Creating and Using JSP Pages A special IDE is not required to create JSP pages.
You don't develop JSP pages as you would a Java application or servlet. You don't have to wrap JSP pages in packages or deal with system settings (such as CLASSPATH). You don't even have to (but you could) compile JSP pages!
All you need is a good Web page editor that enables you to easily enter the various JSP tags. A site development team using JSP pages can have part of the team develop the static HTML portion, while others develop the dynamic portion. After editing pages, you would need a great Java hosting provider. Check out what we have to offer.
The HTML developers need not know how to code JSP pages, or know anything about programming in Java. But, as you might imagine, the JSP developer needs to be adept in coding HTML.
When you recall that the end result of a JSP is a Web page containing generated HTML, how could any self-respecting JSP developer not be HTML-fluent?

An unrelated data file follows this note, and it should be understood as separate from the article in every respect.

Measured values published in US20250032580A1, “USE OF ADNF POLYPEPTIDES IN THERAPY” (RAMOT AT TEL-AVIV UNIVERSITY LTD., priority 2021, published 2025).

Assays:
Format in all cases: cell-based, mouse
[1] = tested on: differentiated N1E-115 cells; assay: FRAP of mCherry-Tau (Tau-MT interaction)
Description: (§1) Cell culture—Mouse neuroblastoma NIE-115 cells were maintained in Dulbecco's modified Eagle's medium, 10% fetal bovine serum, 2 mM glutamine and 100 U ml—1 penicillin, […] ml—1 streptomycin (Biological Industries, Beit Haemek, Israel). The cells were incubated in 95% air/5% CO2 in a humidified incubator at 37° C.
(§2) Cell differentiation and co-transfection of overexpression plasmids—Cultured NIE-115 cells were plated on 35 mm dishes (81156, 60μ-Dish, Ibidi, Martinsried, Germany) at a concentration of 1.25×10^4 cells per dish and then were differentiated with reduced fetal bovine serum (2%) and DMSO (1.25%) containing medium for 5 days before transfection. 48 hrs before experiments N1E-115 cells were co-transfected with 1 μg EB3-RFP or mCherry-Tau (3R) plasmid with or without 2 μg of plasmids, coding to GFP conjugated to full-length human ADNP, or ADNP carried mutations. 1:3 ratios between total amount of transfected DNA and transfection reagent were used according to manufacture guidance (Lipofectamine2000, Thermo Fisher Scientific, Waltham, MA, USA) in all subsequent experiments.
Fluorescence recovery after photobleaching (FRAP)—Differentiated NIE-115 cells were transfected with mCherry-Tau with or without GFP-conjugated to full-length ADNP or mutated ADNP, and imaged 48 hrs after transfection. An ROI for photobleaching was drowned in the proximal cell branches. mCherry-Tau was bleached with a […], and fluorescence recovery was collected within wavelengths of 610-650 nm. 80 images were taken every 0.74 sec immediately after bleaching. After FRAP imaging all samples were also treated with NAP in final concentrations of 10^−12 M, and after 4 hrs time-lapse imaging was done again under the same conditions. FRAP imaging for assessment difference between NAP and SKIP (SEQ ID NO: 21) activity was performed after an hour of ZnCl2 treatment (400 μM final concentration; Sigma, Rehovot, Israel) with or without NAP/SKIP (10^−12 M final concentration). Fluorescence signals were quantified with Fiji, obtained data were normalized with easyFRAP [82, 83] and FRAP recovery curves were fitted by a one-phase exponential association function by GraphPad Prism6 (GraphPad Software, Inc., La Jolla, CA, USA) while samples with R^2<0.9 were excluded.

It s simple to use a JSP page. The JSP page user must have access to a server that understands JSP tags, or a JSPenabled server. To use a JSP page with such a server, you enter the name of the page as you would any Web page in the location area of your browser.
A file representing a JSP page has a .jsp extension, which a JSP-enabled server recognizes as a JSP page and, in turn, processes the special tags as JSP tags.
Note The term JSP page, although redundant, enjoys widespread use among the JSP development community. Hence, the term is used throughout this book.
For Web pages that submit a JSP page to the server with a GET or POST service, the customer may never realize that JSP pages are in play on the site. The ACTION attribute of an HTML form may specify that the action upon submitting the form is to send the name of a JSP page with one or more parameters to the server.
Again, the JSP-enabled server recognizes the .jsp extension and takes appropriate action.